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Monday, April 25, 2016

Travel Diary #4: Polar Bears + Beavers + Tigers + Kingfishers

Travel Diary #4: Three Weeks of Living the Dream!™

It's been a while since this blog was last updated--apologies! I (Diana) have been traveling essentially nonstop for three weeks since March 30th, so it's been difficult to make any posts happen during that time as Dorothy and I weren't in the same place. But now I'm back, and we'll have fashion posts up for you guys soon. Meanwhile, this is my travel diary, reflecting back on my brief respite from school. If you don't feel like reading the whole thing (I understand--it's long!) I've divided the post up into three parts. Just click on any one of the tags below to skip ahead.


Part One: Coca-Cola Scholars Weekend
Every year, the Coca-Cola Scholars Foundation opens up applications for high school seniors in the United States to apply for a chance at being named a Coca-Cola Scholar. I originally applied for the scholarship money; I was naive. Being a coke scholar is not about the money, but about the incredible, incredible people you'll meet and call your new family. Every single person I met at the Scholars weekend--a weekend in Atlanta, Georgia where the 150 scholarship winners gather for a banquet, a celebration, some tourism, and a community service project--was just phenomenal. From International science competition winners to nonprofit gods/goddesses to coding wizards to cultural trailblazers to athletic powerhouses to musical philanthropists to disease conquerors to artistic geniuses, I could not have asked for a more inspirational, humble, compassionate, interesting group of people. Surprisingly, I didn't really feel any sense of competition or jealousy--rather, everyone just sort of walked around with our coke scholar tags, meeting each other, in awe of each other, encouraged by each other, so that we were connected by more than just our red scholar shirts: our hearts thrummed to the same beats by DJ 412, our stomachs brimmed with the same delicious meals, our lives surrendered, gracefully, confidently, to the tidal wave that swept us to the embrace of a wider mission of hope, of love, of change and human triumph.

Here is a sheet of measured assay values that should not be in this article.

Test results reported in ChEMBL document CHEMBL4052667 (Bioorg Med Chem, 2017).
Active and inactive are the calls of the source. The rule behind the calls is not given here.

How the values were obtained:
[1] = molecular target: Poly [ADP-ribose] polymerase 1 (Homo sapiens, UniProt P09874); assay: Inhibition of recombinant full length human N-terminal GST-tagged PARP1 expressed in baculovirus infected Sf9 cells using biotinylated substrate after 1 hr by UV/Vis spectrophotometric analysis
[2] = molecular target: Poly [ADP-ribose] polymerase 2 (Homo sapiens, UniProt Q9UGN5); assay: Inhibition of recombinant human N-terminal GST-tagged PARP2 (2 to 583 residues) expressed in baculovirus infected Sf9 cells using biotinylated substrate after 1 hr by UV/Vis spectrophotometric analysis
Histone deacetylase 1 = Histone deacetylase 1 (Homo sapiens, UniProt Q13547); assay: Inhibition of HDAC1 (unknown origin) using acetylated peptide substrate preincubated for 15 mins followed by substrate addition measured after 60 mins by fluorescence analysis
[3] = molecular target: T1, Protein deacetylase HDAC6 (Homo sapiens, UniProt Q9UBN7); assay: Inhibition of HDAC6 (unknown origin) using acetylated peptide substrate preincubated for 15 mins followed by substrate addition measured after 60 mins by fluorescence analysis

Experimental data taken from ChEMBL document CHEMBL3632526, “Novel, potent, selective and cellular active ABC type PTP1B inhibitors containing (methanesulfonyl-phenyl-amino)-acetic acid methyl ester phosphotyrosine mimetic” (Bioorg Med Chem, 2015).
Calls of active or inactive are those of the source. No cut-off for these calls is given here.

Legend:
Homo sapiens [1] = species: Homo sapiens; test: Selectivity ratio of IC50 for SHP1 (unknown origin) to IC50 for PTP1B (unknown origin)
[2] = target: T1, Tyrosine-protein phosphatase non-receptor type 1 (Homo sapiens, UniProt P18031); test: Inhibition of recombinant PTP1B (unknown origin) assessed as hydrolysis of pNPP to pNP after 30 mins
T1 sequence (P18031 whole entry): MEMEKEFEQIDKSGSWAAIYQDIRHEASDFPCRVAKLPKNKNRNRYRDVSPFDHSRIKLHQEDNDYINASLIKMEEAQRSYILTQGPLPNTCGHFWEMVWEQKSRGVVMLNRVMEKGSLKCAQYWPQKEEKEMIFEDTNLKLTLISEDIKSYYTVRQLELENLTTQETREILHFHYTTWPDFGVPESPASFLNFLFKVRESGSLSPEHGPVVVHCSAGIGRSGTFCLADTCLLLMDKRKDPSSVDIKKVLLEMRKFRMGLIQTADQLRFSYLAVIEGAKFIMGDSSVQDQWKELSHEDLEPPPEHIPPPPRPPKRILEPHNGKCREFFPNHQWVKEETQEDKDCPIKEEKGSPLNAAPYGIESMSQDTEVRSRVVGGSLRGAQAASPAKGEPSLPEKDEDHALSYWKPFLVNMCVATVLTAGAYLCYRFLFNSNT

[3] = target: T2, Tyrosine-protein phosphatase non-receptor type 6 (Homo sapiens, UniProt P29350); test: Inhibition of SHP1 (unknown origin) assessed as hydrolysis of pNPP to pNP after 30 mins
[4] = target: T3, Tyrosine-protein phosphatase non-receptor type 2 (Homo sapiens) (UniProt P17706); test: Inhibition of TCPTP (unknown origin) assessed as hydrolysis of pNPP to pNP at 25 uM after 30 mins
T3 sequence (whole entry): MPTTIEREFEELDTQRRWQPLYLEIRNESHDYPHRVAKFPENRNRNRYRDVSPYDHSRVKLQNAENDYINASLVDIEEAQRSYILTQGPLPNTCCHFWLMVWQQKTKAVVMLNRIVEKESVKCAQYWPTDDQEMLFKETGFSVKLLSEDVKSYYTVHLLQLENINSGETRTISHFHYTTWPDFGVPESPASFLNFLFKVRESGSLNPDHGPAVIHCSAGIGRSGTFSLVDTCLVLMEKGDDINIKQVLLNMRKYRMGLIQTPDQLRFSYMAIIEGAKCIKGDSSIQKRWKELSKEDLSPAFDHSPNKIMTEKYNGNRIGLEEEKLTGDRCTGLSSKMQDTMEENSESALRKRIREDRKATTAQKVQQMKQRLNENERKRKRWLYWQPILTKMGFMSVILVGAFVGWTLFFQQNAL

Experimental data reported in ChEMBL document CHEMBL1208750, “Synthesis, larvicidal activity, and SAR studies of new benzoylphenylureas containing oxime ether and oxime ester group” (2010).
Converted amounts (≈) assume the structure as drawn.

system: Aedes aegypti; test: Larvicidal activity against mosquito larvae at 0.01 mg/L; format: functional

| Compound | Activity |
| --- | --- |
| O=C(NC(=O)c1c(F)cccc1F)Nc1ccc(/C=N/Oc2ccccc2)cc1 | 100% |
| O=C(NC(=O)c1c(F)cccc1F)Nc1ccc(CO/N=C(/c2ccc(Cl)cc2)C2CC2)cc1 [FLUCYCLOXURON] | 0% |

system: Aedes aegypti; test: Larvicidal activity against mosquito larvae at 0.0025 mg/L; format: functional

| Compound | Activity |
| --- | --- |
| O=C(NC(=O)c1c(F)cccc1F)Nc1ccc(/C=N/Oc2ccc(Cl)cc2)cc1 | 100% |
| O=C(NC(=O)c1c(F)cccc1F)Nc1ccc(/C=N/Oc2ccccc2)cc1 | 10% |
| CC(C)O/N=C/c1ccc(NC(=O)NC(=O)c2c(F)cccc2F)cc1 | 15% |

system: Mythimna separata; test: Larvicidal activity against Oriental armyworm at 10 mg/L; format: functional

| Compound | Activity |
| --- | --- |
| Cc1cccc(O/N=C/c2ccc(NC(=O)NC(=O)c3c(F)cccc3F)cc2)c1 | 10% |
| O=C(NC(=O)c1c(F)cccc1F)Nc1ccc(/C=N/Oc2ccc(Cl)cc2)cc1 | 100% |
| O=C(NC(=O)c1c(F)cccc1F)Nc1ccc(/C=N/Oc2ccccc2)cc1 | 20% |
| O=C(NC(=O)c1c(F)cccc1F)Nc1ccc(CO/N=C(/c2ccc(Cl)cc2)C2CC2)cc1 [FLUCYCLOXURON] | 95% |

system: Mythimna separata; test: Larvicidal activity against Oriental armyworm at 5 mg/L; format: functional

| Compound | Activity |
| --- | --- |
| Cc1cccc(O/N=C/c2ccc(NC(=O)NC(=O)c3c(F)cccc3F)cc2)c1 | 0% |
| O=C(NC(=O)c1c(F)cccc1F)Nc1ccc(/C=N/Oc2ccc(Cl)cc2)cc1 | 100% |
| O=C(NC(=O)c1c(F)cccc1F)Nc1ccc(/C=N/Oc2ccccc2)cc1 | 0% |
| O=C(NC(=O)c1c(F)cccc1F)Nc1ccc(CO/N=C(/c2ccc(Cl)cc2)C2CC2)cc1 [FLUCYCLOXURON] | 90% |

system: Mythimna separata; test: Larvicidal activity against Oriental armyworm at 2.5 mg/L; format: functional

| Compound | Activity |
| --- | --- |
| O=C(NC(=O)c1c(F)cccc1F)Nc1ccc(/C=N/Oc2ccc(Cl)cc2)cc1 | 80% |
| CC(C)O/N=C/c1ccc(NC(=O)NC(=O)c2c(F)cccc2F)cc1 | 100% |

Coke scholars who arrived to the Weekend a day early because of distance gathered together at the dining tables for the first introductions. S/O to Cornelius the liar in this picture :P
Coca-Cola Scholars Foundation President Mark Davis stops by to say hi
Group 1 chaperones' picture below... BEST GROUP EVER ;) 
Snack table for the perpetually hungry AKA me
Sterling from Tennessee had a Walkman and makes cassette tapes. Call me basic but that's SO COOL.
Coca-Cola Scholars are master at dabbing

Thursday night, we had our banquet. Wow wow wow. What an experience. From rehearsal to live broadcast to sitting with leaders from all over the world who sponsored the foundation to hearing David Rubenstein's MINDBLOWING speech... It was honestly one of the best moments of my life. Mr. Rubenstein, you were right--we are not here to buy boats. We are here to make this world better than how we found it.